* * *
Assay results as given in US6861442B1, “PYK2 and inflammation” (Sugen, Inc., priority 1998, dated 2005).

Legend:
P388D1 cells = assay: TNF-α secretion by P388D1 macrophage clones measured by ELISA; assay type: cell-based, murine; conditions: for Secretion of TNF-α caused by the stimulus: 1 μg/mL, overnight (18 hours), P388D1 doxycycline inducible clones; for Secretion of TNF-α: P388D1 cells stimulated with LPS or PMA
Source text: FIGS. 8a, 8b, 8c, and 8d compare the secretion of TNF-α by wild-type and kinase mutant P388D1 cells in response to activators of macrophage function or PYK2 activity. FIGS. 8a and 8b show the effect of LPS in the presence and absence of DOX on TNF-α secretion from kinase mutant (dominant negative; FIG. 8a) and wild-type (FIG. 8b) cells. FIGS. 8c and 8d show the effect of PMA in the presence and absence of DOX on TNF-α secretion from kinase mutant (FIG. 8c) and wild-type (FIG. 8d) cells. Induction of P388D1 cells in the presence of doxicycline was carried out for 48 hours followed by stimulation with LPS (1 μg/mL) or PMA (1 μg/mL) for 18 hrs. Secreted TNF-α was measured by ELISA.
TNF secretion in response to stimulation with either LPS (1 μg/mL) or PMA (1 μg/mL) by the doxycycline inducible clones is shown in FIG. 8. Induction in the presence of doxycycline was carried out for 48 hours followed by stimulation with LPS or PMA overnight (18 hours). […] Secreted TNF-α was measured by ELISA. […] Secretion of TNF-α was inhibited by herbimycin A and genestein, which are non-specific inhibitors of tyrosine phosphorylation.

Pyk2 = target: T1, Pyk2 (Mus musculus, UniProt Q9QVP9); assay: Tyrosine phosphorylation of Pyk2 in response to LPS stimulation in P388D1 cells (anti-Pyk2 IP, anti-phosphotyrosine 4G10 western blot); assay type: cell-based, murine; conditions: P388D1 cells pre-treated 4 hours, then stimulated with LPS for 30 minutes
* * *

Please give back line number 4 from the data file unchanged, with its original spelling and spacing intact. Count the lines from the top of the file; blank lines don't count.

Source text: FIGS. 8a, 8b, 8c, and 8d compare the secretion of TNF-α by wild-type and kinase mutant P388D1 cells in response to activators of macrophage function or PYK2 activity. FIGS. 8a and 8b show the effect of LPS in the presence and absence of DOX on TNF-α secretion from kinase mutant (dominant negative; FIG. 8a) and wild-type (FIG. 8b) cells. FIGS. 8c and 8d show the effect of PMA in the presence and absence of DOX on TNF-α secretion from kinase mutant (FIG. 8c) and wild-type (FIG. 8d) cells. Induction of P388D1 cells in the presence of doxicycline was carried out for 48 hours followed by stimulation with LPS (1 μg/mL) or PMA (1 μg/mL) for 18 hrs. Secreted TNF-α was measured by ELISA.